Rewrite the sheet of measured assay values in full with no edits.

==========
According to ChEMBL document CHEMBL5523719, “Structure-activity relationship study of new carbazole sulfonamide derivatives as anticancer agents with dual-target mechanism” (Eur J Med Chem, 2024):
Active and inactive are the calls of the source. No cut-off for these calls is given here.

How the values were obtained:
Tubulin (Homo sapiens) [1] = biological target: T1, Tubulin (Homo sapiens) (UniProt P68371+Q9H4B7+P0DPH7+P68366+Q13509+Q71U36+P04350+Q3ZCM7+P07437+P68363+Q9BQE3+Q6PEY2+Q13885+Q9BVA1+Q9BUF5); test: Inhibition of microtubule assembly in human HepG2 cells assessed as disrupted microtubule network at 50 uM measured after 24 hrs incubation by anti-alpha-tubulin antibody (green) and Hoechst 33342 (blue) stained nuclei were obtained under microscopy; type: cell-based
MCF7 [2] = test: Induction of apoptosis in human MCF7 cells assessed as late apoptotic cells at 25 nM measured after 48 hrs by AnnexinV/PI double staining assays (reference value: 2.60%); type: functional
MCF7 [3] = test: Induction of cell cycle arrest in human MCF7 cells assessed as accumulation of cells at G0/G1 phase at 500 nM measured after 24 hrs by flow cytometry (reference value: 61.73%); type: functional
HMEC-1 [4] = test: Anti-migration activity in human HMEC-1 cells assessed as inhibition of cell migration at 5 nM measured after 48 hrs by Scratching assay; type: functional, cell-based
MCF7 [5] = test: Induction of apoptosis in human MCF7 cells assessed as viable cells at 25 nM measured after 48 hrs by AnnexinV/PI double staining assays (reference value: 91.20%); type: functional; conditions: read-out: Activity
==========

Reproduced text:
According to ChEMBL document CHEMBL5523719, “Structure-activity relationship study of new carbazole sulfonamide derivatives as anticancer agents with dual-target mechanism” (Eur J Med Chem, 2024):
Active and inactive are the calls of the source. No cut-off for these calls is given here.

How the values were obtained:
Tubulin (Homo sapiens) [1] = biological target: T1, Tubulin (Homo sapiens) (UniProt P68371+Q9H4B7+P0DPH7+P68366+Q13509+Q71U36+P04350+Q3ZCM7+P07437+P68363+Q9BQE3+Q6PEY2+Q13885+Q9BVA1+Q9BUF5); test: Inhibition of microtubule assembly in human HepG2 cells assessed as disrupted microtubule network at 50 uM measured after 24 hrs incubation by anti-alpha-tubulin antibody (green) and Hoechst 33342 (blue) stained nuclei were obtained under microscopy; type: cell-based
MCF7 [2] = test: Induction of apoptosis in human MCF7 cells assessed as late apoptotic cells at 25 nM measured after 48 hrs by AnnexinV/PI double staining assays (reference value: 2.60%); type: functional
MCF7 [3] = test: Induction of cell cycle arrest in human MCF7 cells assessed as accumulation of cells at G0/G1 phase at 500 nM measured after 24 hrs by flow cytometry (reference value: 61.73%); type: functional
HMEC-1 [4] = test: Anti-migration activity in human HMEC-1 cells assessed as inhibition of cell migration at 5 nM measured after 48 hrs by Scratching assay; type: functional, cell-based
MCF7 [5] = test: Induction of apoptosis in human MCF7 cells assessed as viable cells at 25 nM measured after 48 hrs by AnnexinV/PI double staining assays (reference value: 91.20%); type: functional; conditions: read-out: Activity